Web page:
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La Salle Nat. Bank v. American Ins. Co.

OCTOBER 11, 1973.

LA SALLE NATIONAL BANK OF CHICAGO, AS TRUSTEE, PLAINTIFF-APPELLEE,

v.

THE AMERICAN INSURANCE COMPANY, DEFENDANT-APPELLANT.



APPEAL from the Circuit Court of Cook County; the Hon. DANIEL A. COVELLI, Judge, presiding.

MR. JUSTICE MCNAMARA DELIVERED THE OPINION OF THE COURT:

Plaintiff, the holder of a land trust of certain premises, brought this action in the circuit court of Cook County against the defendant insurance company under an "all risk" casualty insurance policy seeking recovery for loss and damages to a building on those premises. Plaintiff's complaint requested the trial court either to determine that the loss was covered by the policy written by defendant because the exclusion provision of the policy was not applicable to the loss and damages sustained by plaintiff, or alternatively, that the policy, if so required, be reformed to provide by its terms insurance to the plaintiff for the damage sustained by it in accordance with the intention of the parties. After a trial without a jury, the trial court entered judgment for plaintiff for $16,472.79 including prejudgment interest.

In entering judgment for plaintiff, the trial judge gave no specific reasons for his decision. However, because at the time of rendering judgment the judge stated that "the equities are with the plaintiff," it appears that he based his decision upon a reformation of the policy. Nevertheless, we shall consider both of defendant's contentions: that, as a matter of law, plaintiff's loss was excluded by the express terms of the policy, and that no basis was shown for a reformation of the policy to include the loss suffered.

The policy in question was issued on a one-story commercial building located at 300 Fay Avenue, Addison, Illinois. During the term of the policy the southwest portion of the premises sustained damages consisting of cracked walls, sinking floors, cracked and sagging ceilings, distorted lintels, the shifting of overhead beams, and the shifting of sinks and urinals mounted on walls. The beneficial owners were compelled to pay $14,960.00 to remedy these conditions. The policy, in the portion relevant to this appeal, provided:

"3. PERILS INSURED:

This policy insures, subject to the exclusions and conditions of this form and the policy to which it is attached, All Risks of direct physical loss or damage from any external cause.

4. PERILS EXCLUDED:

This policy Does Not Insure Loss or Damage Caused or Resulting from:

(p) Marring, settling, cracking, shrinkage or expansion of pavements, foundations, walls, floors or ceilings; * * *."

Coverage was in the amount of $50,000, and the annual premium was $175.

Sam Rothbart, one of the beneficial owners of the premises, testified that he had occasion to inspect the premises in early 1966, and at that time observed only a slight settling and cracking. In October, 1966, he again visited the premises and noticed an additional settling and buckling. In December, 1966, he received a letter of complaint from the building's tenant, and in January, 1967, Rothbart again inspected the premises. At this time he found a severe deterioration. A general contractor was hired to repair the damage. On March 15, 1967, Rothbart notified the defendant of a claim of loss under the policy, which claim was rejected. Rothbart denied telling defendant's adjuster that he delayed making a claim against defendant because he did not believe there was coverage under the policy.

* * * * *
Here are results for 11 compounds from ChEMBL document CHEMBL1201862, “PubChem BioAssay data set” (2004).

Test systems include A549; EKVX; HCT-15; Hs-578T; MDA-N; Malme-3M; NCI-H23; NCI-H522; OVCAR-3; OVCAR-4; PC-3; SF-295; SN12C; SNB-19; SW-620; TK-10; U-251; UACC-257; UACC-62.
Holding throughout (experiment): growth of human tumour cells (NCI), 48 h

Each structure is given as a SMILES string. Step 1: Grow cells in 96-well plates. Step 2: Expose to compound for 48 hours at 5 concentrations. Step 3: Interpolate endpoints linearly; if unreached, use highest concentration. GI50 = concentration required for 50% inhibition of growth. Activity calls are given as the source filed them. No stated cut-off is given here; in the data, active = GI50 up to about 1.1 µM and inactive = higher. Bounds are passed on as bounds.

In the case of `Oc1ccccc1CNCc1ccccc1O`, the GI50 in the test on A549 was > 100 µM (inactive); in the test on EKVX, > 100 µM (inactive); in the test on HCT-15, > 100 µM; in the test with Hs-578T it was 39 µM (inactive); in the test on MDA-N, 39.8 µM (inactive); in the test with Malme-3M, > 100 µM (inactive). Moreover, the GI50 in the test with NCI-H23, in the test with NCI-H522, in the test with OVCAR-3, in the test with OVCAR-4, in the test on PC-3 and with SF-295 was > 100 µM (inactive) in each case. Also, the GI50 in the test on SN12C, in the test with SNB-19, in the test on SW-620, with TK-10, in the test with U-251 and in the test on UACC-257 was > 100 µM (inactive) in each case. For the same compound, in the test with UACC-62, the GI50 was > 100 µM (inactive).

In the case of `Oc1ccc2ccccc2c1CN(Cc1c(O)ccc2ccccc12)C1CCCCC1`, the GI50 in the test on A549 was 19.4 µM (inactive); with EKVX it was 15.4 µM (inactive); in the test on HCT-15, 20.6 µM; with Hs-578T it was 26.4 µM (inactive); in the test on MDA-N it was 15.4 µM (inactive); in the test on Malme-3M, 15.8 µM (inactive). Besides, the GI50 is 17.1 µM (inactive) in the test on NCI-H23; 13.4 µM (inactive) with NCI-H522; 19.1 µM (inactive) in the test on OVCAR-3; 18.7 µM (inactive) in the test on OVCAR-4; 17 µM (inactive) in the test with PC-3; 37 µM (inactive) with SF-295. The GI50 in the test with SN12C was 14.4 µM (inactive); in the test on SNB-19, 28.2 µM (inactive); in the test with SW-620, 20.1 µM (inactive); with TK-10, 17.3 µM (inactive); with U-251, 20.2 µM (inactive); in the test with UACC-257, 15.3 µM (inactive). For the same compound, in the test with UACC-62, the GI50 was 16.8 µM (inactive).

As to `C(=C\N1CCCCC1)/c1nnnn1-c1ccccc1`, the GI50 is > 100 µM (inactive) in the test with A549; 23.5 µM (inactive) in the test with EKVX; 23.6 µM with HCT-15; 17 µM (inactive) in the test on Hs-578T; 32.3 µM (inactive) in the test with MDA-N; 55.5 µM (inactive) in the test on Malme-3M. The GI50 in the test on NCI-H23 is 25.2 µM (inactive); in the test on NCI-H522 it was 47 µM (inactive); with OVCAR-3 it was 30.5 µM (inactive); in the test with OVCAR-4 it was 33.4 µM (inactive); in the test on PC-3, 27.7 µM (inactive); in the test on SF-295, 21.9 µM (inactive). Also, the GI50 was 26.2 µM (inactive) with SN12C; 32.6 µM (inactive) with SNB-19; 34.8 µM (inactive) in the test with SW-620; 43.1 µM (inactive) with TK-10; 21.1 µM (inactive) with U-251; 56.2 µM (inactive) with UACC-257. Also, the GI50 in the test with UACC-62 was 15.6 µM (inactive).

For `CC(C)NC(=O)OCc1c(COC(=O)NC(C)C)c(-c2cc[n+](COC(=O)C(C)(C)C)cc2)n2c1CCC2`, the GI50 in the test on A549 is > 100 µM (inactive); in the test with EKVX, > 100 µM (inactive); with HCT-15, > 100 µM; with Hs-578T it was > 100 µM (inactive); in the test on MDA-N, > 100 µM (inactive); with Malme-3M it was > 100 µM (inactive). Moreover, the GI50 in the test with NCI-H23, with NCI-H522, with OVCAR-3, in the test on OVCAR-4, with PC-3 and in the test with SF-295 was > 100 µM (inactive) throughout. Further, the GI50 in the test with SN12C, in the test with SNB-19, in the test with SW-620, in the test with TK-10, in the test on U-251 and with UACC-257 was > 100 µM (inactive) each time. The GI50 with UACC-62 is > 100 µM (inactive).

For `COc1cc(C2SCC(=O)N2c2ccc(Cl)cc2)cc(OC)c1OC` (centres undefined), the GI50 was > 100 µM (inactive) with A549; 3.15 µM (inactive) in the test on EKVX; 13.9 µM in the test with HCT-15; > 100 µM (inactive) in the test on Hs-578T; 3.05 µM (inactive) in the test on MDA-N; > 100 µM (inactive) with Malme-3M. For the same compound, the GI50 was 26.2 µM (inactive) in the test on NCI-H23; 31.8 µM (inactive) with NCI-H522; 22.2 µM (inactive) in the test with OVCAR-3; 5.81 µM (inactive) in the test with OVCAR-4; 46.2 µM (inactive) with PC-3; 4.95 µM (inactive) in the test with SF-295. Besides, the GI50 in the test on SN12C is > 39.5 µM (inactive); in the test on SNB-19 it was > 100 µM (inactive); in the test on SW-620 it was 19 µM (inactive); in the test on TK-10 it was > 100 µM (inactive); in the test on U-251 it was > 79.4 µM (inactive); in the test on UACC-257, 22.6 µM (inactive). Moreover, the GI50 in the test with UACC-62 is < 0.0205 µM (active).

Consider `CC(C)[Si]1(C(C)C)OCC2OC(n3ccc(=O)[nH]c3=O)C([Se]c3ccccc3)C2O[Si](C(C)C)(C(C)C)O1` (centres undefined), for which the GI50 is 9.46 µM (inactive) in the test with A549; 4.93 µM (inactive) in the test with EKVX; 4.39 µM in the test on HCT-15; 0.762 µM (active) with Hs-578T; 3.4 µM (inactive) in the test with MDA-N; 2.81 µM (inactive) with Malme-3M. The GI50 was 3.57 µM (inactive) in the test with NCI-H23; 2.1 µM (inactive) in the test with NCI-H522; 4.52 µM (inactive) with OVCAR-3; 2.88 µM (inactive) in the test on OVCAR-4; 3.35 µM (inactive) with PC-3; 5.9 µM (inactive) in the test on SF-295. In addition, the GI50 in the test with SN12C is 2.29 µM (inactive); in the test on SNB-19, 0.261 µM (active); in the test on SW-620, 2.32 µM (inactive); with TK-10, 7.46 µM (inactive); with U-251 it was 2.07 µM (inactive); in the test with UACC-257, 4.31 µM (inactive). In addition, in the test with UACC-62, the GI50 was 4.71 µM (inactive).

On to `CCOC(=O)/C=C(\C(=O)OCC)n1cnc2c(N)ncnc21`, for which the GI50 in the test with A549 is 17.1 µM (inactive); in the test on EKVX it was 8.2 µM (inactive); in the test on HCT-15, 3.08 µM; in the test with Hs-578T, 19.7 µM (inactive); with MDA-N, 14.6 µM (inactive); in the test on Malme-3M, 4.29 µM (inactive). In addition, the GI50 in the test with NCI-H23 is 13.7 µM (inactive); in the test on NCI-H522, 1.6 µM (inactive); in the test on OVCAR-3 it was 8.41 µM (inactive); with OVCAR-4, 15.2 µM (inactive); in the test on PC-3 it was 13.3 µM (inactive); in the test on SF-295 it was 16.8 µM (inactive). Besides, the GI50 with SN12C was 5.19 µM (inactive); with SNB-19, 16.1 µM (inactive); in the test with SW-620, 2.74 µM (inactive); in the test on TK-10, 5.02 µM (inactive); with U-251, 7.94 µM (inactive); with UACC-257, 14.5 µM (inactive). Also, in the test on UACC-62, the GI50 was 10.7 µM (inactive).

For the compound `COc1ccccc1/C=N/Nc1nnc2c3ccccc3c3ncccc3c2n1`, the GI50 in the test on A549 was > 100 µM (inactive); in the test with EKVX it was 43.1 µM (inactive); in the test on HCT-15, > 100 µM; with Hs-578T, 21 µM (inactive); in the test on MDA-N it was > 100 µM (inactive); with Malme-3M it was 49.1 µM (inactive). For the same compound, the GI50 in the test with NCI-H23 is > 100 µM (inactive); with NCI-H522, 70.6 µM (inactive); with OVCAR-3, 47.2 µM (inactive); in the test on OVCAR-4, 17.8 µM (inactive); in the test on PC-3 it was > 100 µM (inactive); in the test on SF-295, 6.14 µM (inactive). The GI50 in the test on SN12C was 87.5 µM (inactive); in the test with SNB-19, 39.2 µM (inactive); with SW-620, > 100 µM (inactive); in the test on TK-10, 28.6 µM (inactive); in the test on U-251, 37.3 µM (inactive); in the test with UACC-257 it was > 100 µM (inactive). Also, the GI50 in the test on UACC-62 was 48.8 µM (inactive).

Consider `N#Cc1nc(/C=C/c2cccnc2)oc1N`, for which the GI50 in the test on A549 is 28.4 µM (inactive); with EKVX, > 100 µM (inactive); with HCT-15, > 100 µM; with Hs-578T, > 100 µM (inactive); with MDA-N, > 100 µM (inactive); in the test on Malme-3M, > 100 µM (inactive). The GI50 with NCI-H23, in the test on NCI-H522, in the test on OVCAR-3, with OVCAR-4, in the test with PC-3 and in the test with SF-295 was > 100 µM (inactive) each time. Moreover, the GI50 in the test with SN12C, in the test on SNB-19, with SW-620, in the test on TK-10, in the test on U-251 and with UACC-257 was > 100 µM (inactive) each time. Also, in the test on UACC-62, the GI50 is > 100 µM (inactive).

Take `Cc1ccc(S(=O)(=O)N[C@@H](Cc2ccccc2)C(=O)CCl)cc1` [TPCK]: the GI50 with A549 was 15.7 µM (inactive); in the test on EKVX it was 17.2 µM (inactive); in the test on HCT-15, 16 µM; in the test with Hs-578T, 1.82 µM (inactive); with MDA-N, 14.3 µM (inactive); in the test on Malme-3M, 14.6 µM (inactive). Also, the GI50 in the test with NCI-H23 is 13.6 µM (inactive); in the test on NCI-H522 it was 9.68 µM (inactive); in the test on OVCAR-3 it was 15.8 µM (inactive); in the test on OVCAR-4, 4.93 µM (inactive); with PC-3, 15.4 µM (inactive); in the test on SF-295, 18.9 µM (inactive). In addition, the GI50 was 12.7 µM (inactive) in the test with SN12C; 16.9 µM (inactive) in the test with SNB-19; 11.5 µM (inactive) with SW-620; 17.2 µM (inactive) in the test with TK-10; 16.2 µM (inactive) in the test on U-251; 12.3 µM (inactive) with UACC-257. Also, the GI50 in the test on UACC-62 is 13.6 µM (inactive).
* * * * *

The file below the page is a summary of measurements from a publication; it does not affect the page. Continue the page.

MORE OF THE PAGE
Charles Dann had been Rothbart's regular insurance broker for many years. Rothbart testified that Dann had told him that "for a fair premium I can sell you an all risk policy on your property which is exclusive of fire and miscellaneous damages and this will insure you against all risk and anything else that will happen to the property." Rothbart purchased the policy with Dann acting as broker. It was stipulated that Dann was Rothbart's agent and broker, and not an agent of defendant. Rothbart never read the policy prior to the rejection of the loss claim by defendant. Rothbart testified that there also was a fire, extended coverage, vandalism, and malicious mischief insurance policy on the building.

Charles Dann testified that he obtained the policy in question in 1965 through Paul F. Lange, an agent of defendant. Dann was familiar with the insurance business and had previously handled all risk policies. All such policies with which he was familiar were subject to some exclusions. Dann had received a "speed memo" from Lange offering, subject to inspection of the building, a policy described in the memo as "D.I.C. on the bldg. — All-risk X Fire, E.C., V.M.M., $50,000 with $1000 deductible, annual premium $175." Dann testified that, in describing the policy in question, he had told Rothbart that there was a new type of coverage available by which he could obtain broader coverage than that previously obtainable.

Paul F. Lange, called by plaintiff under section 60 of the Civil Practice Act (Ill. Rev. Stat. 1971, ch. 110, par. 60), testified that he had 15 years experience in all areas of insurance. The policy in question was issued over Lange's signature, and at the time of its issuance, Lange had an agency agreement with the defendant. The phrase "D.I.C." was a generally used term in the insurance business standing for "difference in conditions," which refers to an all risk form of policy subject to certain standard exclusions as well as any optional exclusions ...


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